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4/25/2018 | 1 MINUTE READ

US Army Research Laboratory develops technique for adaptive composite materials

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In collaboration with the University of Maryland, the US Army Research Laboratory has developed a technique that causes a composite material to become stiffer and stronger on-demand.


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Engineers at the US Army Research Laboratory (ARL, Adelphi, MD, US) and the University of Maryland (College Park, MD, US) announced April 17 that its engineers have developed a technique that causes a composite material to become stiffer and stronger on-demand when exposed to ultraviolet light. This on-demand control of composite behavior could enable a variety of new capabilities for future Army rotorcraft design, performance and maintenance.

ARL research engineer Dr. Frank Gardea says the focus of the research is on controlling how molecules interact with each other – to have them interact in such a way that changes at a nanoscale, could lead to observed changes at a larger size.

"In our lab at UMD we have been developing unique carbon nanomaterials and chemistry, but it was not until Gardea approached us did we become aware of the intriguing challenge and opportunity for reconfigurable composite materials," says Dr. YuHuang Wang, professor of the Department of Chemistry and Biochemistry at the University of Maryland. "Together we have achieved something that is quite remarkable."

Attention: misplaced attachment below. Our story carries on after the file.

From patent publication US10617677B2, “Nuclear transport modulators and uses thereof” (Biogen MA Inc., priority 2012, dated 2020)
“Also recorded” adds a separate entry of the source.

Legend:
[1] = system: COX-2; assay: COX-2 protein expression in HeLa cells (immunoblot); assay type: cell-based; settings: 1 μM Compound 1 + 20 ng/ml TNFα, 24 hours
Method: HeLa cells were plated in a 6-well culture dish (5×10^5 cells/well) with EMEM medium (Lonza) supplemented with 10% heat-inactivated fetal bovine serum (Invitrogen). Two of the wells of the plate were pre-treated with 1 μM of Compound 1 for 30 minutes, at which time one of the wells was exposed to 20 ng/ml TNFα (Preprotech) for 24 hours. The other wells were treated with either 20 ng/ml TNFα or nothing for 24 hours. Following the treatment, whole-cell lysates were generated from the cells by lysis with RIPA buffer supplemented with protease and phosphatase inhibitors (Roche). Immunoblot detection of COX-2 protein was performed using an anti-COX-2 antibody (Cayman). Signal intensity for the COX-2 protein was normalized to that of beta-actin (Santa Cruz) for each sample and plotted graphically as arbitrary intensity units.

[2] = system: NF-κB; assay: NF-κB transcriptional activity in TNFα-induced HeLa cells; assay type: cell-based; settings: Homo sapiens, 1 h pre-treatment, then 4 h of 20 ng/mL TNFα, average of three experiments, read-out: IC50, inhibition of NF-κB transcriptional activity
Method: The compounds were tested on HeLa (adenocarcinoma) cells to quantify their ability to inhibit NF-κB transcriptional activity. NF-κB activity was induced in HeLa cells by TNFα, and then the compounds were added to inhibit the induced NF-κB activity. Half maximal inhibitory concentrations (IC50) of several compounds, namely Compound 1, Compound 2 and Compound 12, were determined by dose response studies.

The technique consists of attaching ultraviolet light reactive molecules to reinforcing agents like carbon nanotubes. These reactive reinforcing agents are then embedded in a polymer. Upon ultraviolet light exposure, a chemical reaction occurs such that the interaction between the reinforcing agents and the polymer increases, thus making the material stiffer and stronger – the research determined the composite materials could become 93% stiffer and 35% stronger after a five minute exposure to ultraviolet light.

"The enhanced mechanical properties with potentially low weight penalties, enabled by the new technique, could lead to nanocomposite based structures that would enable rotorcraft concepts that we cannot build today," says Dr. Bryan Glaz, chief scientist of ARL's Vehicle Technology Directorate.

Future structures based on this work may help lead to new composites with controlled structural damping and low weight that could enable low maintenance, high speed rotorcraft concepts that are currently not feasible – soft in-plane tiltrotors, for exampleIn addition, controllable mechanical response will allow for the development of adaptive aerospace structures that could potentially accommodate mechanical loading conditions.


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